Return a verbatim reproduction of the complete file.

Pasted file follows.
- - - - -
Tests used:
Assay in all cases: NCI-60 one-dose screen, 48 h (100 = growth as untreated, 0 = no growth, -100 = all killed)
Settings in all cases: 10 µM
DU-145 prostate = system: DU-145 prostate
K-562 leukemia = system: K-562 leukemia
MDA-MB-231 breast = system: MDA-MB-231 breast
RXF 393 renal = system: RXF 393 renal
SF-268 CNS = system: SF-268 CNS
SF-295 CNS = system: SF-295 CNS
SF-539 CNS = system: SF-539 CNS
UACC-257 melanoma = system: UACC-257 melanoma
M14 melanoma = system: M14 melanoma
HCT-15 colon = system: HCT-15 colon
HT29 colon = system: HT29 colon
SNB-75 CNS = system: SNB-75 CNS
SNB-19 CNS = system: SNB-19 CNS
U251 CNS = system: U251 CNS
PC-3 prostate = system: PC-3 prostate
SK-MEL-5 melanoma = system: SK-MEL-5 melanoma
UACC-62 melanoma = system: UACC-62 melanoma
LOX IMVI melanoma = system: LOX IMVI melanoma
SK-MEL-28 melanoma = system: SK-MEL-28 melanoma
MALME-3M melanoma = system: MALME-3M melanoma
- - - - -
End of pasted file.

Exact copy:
Tests used:
Assay in all cases: NCI-60 one-dose screen, 48 h (100 = growth as untreated, 0 = no growth, -100 = all killed)
Settings in all cases: 10 µM
DU-145 prostate = system: DU-145 prostate
K-562 leukemia = system: K-562 leukemia
MDA-MB-231 breast = system: MDA-MB-231 breast
RXF 393 renal = system: RXF 393 renal
SF-268 CNS = system: SF-268 CNS
SF-295 CNS = system: SF-295 CNS
SF-539 CNS = system: SF-539 CNS
UACC-257 melanoma = system: UACC-257 melanoma
M14 melanoma = system: M14 melanoma
HCT-15 colon = system: HCT-15 colon
HT29 colon = system: HT29 colon
SNB-75 CNS = system: SNB-75 CNS
SNB-19 CNS = system: SNB-19 CNS
U251 CNS = system: U251 CNS
PC-3 prostate = system: PC-3 prostate
SK-MEL-5 melanoma = system: SK-MEL-5 melanoma
UACC-62 melanoma = system: UACC-62 melanoma
LOX IMVI melanoma = system: LOX IMVI melanoma
SK-MEL-28 melanoma = system: SK-MEL-28 melanoma
MALME-3M melanoma = system: MALME-3M melanoma